First Book: Practical Tips from Best-Selling Authors on Writing Your First Book

First Book: Practical Tips from Best-Selling Authors on Writing Your First Book
Category:
Publishers: ,
Published: 11/3/2016
Becoming an author is a prestigious accomplishment. It has many advantages. It demonstrates your vast knowledge in a domain and establishes you as a thought leader. The New York Times quotes a research, which states that over 81% of people polled wanted to author a book. However, the reality is different. The majority of us never realize this dream. This book offers perfect solutions, tips and techniques to help you get your book out. It…

Most people will have this somewhere on their bucket list; to be a published author. Recently I read this book by Kiruba Shankar which is very helpful. Aptly titled ‘First Book’ talks about how you can accomplish that. 

The book is a veritable treasure of tips and good practices. That’s the USP of this book. It is not preachy, rather each chapter is introduced in one or two paragraphs and is followed by quotes from famous and published authors, related to the chapter. Not only do the quotes make an interesting read, they help understand the concept better and, what I loved most was to see how diverse these published authors are and how they come from all walks of life. So, you will find Elinor Stutz (CEO of Smooth Sale, who authored the best-selling book ‘Nice Girls DO Get the Sale’) on the same page as James Patterson.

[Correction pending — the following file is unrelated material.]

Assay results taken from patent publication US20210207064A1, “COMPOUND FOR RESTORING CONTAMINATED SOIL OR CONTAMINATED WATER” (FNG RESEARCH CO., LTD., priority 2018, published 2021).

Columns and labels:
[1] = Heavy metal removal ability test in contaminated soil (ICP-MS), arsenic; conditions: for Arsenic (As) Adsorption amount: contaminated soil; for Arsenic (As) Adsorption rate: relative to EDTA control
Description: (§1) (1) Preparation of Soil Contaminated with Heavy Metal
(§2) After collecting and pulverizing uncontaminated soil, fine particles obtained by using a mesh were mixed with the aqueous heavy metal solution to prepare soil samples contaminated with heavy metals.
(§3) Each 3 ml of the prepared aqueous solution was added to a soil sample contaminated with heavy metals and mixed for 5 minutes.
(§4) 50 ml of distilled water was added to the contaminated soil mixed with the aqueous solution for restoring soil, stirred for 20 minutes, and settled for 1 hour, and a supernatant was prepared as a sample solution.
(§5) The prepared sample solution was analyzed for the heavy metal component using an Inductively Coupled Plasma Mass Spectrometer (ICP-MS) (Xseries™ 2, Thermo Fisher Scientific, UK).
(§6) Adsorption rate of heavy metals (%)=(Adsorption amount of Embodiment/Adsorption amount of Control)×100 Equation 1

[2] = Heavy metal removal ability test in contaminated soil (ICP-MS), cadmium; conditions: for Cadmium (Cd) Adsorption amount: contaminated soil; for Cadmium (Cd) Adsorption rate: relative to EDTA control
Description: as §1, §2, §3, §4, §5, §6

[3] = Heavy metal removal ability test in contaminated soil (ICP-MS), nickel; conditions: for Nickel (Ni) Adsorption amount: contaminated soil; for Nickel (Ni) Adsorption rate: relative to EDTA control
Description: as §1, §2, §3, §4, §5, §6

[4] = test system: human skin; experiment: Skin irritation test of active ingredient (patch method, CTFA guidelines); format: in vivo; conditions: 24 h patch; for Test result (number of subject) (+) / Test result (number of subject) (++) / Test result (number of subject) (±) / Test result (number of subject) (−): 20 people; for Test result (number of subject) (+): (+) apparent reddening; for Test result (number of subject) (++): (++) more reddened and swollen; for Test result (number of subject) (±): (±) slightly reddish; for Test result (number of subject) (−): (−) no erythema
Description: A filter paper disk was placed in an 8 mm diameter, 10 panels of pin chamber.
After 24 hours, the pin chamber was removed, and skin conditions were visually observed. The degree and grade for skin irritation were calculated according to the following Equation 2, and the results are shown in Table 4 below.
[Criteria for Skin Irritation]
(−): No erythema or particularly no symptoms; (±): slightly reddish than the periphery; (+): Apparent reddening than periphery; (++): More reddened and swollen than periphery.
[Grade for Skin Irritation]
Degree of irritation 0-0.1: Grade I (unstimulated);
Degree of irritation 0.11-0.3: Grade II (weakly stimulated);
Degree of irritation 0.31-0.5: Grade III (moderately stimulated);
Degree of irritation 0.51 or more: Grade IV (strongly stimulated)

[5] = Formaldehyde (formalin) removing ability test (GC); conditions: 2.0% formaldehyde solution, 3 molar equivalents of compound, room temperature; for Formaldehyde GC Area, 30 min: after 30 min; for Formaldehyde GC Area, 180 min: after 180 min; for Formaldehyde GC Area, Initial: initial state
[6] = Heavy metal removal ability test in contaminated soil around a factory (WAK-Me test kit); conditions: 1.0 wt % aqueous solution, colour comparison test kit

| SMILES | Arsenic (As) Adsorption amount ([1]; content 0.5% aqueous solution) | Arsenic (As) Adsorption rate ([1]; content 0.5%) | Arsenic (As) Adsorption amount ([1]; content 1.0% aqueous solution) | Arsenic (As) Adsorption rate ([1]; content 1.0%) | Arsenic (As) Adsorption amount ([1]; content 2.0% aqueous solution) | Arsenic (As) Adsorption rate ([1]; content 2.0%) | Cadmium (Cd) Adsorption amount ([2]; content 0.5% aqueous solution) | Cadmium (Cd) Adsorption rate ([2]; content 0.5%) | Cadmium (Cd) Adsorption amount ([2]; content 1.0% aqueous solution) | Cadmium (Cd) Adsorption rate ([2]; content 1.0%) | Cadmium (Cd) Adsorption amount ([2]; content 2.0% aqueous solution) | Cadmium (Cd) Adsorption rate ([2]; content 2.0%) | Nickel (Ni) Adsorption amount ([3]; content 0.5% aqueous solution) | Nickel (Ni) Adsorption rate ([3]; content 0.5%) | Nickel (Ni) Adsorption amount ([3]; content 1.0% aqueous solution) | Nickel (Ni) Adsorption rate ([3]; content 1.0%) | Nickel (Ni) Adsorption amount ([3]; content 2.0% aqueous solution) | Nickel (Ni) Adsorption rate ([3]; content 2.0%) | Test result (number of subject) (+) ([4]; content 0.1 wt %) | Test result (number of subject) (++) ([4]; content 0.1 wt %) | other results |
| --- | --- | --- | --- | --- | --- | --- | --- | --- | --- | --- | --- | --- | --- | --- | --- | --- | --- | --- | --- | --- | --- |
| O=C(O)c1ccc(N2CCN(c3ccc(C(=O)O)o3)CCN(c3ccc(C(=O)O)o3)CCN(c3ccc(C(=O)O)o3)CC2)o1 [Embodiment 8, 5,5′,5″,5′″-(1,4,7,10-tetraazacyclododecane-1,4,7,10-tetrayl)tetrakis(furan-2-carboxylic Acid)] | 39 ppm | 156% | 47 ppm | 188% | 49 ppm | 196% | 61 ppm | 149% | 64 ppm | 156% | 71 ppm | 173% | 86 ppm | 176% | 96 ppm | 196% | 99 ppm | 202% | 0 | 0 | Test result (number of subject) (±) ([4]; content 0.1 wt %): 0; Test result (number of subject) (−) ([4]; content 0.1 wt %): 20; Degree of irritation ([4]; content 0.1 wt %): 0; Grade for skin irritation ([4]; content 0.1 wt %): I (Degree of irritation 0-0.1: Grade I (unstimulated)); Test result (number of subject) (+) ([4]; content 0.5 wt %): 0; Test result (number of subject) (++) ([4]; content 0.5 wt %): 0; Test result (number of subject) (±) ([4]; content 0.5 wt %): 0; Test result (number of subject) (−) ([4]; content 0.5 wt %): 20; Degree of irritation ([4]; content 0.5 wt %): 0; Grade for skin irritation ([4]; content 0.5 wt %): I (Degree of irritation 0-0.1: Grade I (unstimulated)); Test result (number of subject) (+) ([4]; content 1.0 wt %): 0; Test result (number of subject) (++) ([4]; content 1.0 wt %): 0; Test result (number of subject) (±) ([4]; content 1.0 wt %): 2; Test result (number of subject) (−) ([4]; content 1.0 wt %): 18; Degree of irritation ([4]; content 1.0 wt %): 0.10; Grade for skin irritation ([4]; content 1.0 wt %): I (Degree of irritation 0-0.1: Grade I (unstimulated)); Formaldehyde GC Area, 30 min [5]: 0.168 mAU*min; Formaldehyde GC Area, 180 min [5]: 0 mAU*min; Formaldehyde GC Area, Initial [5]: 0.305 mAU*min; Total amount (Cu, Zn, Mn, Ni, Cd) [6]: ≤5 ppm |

The book is fast-paced. It has forty-eight chapters, and all the chapters average three pages, the longest being ‘It’s ok to write badly’ which is eight pages. Some chapters that I really found helpful were –

  • Its ok to write badly
    • Don’t get it right, get it written. In order to write well in the future (second draft) you have to allow yourself to write a little crappy now (first draft). – Catherine Howard
    • If I waited for perfection, I would never write a word. – Margaret Atwood
  • Start small
    • Start a blog and a Twitter account – they are a great way to keep writing and a fantastic way to connect and keep in touch with other writers and help you feel less ‘alone’ through the writing process. – Hazel Gaynor
    • Don’t start out writing novels. They take too long. Begin your writing life instead by cranking out a lot of short stories. One per week. Take a year to do it. It simply isn’t possible to write 52 bad short stories in a row. I waited until the age of 30 to write my first novel. – Ray Bradbury
  • Importance of feedback
    • It took me a long time to learn to be a writer. One must find themselves an editor or, failing that, a group of people who will tell you the truth about your writing, and are not afraid to say, ‘This really isn’t good enough.’… Unless someone can tell you that what you are writing is no good, then you won’t know how to push it to a point when it can start being good. – Salman Rushdie
  • How to handle criticism
    • You have to know how to accept rejection and how to reject acceptance. Writing means putting yourself at the mercy of anonymous hecklers and shameless sycophants. Learn to make most of the insults and distrust the praise. – Ray Bradbury.

This book is a must read for all those who want to be published but don’t know how and where to start. But as Kiruba says, “All the advice, however, is of no use if you don’t put them to practice.” 

Buy the book here:

Penmancy gets a small share of every purchase you make through these links, and every little helps us continue bringing you the reads you love!

Shweta Singh
Latest posts by Shweta Singh (see all)

Let us know what you think about this story.

This site uses Akismet to reduce spam. Learn how your comment data is processed.

© Penmancy 2018 All rights reserved.